time. In that community, not those children in particular, but the community knows
her. That’s how I was able to meet them. So, the only requirement is they need to be
children between 11 and 13 years old. And that’s it. There are so many so I just work
with the first eight that want to work.
Can you expand on the participants and the
specifics of the research?
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Dulce: The communication between seniors and young people takes place thanks to
technology. However, there are challenges that make communication difficult. For
instance, because internet bandwidth is limited, we can only have one videoconference
at a time, and children must take turns to use the internet to search for information.
Cellular communication has very limited bandwidth and voice quality is poor, so it is
currently not an option.
Ideally, video and audio communication between seniors and children should be
crystal clear. This is vital because some seniors have hearing issues, therefore if there
are interruptions in audio, the seniors can’t fully understand the children and may
misunderstand what they say. Similarly, it is very important that video communication
has good quality and occurs in real time, because seniors and children gather a lot of
information from each other’s body language. Therefore, delays or bad quality on the
video limit them to fully engage with each other.
So, since you’ve been doing the program for
two and a half years what would you say is your
biggest challenge in doing the program?
In some of the groups, my participants spoke different languages because the seniors only speak English
and the children only speak Spanish. In order to communicate with each other, we use apps, like Google
Translate for example, and other apps to translate. Imagine if we lose some internet connection, the
voice gets cut out and then the seniors cannot hear.
Also, technological devices to make the video conference should be easy to use, not only the device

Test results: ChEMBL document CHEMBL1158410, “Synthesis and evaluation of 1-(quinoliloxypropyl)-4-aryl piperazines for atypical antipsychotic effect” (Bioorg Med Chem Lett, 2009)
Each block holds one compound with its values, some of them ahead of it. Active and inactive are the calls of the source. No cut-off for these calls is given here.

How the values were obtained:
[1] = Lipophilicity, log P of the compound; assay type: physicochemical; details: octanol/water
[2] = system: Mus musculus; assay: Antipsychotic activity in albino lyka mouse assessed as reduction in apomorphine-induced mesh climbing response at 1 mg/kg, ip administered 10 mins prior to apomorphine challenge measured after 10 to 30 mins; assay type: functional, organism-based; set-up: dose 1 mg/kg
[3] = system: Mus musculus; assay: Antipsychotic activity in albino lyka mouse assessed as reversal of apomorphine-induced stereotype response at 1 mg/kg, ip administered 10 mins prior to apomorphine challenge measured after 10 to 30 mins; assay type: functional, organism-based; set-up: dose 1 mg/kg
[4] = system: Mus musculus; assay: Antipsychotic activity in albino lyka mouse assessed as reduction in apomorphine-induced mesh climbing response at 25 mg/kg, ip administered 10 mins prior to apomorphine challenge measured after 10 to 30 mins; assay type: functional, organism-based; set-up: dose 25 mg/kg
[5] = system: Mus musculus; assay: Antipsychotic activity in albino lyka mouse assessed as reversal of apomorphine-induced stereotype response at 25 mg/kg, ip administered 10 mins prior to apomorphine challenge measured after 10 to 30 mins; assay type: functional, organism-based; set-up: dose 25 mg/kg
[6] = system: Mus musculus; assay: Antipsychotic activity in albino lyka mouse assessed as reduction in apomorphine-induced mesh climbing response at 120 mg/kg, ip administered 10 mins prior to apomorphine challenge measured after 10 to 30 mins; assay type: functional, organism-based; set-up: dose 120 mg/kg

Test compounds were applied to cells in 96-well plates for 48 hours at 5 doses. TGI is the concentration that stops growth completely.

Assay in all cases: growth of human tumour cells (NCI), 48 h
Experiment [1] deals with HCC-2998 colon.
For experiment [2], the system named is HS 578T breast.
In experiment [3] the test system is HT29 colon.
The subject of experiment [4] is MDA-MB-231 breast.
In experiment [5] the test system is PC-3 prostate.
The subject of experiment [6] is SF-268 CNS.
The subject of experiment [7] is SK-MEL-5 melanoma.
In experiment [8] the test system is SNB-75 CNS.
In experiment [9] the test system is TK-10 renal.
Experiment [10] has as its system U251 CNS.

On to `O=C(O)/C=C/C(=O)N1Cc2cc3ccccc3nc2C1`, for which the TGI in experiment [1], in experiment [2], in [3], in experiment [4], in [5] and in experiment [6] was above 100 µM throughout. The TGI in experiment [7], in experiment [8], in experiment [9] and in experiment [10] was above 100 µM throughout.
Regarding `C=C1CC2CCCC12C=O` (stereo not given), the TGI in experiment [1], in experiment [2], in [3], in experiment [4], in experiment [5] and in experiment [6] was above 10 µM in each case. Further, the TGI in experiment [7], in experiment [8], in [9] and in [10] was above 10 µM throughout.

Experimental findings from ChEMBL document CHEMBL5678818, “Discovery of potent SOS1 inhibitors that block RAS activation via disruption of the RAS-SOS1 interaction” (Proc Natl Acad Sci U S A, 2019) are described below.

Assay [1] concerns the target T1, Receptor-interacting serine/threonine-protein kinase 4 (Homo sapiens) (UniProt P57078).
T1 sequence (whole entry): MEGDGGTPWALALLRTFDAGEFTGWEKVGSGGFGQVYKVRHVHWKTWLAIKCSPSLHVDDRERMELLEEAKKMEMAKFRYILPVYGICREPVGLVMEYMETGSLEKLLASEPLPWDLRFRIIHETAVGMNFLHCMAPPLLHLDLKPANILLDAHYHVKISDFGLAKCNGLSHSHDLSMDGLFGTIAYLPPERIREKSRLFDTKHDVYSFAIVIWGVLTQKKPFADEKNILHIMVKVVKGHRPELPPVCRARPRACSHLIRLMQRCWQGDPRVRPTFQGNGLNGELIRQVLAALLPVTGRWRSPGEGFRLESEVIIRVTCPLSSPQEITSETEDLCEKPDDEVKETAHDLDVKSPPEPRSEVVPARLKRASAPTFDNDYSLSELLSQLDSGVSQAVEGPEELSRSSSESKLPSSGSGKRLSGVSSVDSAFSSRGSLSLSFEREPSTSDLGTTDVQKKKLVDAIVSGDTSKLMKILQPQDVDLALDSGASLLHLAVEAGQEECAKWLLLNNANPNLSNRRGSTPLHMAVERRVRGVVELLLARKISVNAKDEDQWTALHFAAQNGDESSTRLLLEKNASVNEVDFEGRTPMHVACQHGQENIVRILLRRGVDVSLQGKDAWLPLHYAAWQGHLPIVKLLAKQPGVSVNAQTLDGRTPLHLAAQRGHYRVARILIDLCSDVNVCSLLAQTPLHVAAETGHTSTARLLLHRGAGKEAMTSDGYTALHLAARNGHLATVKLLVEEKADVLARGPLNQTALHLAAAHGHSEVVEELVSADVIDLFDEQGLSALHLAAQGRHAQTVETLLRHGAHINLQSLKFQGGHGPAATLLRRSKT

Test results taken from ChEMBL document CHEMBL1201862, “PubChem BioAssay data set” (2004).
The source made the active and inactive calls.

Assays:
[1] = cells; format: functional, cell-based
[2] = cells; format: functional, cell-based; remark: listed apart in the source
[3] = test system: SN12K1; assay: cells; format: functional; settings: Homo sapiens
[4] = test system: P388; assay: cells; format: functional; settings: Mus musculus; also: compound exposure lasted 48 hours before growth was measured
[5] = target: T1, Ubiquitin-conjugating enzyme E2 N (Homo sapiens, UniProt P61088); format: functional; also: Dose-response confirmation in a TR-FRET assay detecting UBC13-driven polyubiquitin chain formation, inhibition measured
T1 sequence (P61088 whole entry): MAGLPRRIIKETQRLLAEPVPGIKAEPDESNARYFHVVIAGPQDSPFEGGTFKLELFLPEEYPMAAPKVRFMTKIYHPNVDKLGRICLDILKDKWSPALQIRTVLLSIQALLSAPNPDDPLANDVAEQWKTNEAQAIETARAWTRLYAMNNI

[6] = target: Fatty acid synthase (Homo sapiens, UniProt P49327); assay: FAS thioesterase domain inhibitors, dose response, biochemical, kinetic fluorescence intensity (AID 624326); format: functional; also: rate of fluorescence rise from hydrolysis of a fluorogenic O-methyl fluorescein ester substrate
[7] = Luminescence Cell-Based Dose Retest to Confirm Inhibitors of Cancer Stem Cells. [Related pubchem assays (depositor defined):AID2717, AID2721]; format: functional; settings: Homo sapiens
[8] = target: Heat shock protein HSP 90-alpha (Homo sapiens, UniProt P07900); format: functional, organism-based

(iPad, smartphone, etc.), but also the video conferencing software (FaceTime, Skype, etc.). This is key
because some seniors may have difficulties remembering how to use them. If software or devices fail,
seniors don’t know how to troubleshoot the problem. It’s very different from the seniors and the young.
The young may not have that problem, they may learn very easily how to manipulate the devices but
the young have, for example, the lack of technology. Many of them don’t even have a cell phone. Like
three of the current participants, for example, don’t even have a TV. So, it’s another kind of learning.
With the young, you have to explain to them how to use them but not technically. Let’s say what are the
affordances of technology. What happens when you are online? And what kind of data is collected from
you when you are online? What are the risks? All that stuff.
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Dulce: It’s not possible to eliminate digital exclusion but I think my biggest motivation
is that these two groups, at least the persons who are participating, are learning how
this digital world works and how they could take advantage of it even though they are
in excluded groups. So, by learning they will be able to do more than what they are
doing now, and perhaps they will stop being excluded in that way. It could take on a
At the same time when old people and young people work together, that is called
intergenerational practice. This kind of practice has a lot of advantages for each group.
But that’s beside technology. That’s only because they are very old and very young.
For example, for the older people, they feel connected with the world, with someone,
because they can speak, share their thoughts, and their knowledge. So, that has a
direct effect on their health. They have something to do, if you want to put it that
way. In the young people, it has a lot of impact in their resilience because they found
someone that actually cares for them, like, in terms of what they are doing, what they
like, how they feel.
I always say that this project is using technology as a bridge to be connected. But one
day one of our senior participants told me, “This is not about a bridge. This is about
connecting hearts. I feel very connected to those children.”
What were you looking to accomplish with
this project? Or what have you seen so far as a
This is not about a bridge. This is
about connecting hearts. I feel very
connected to those children.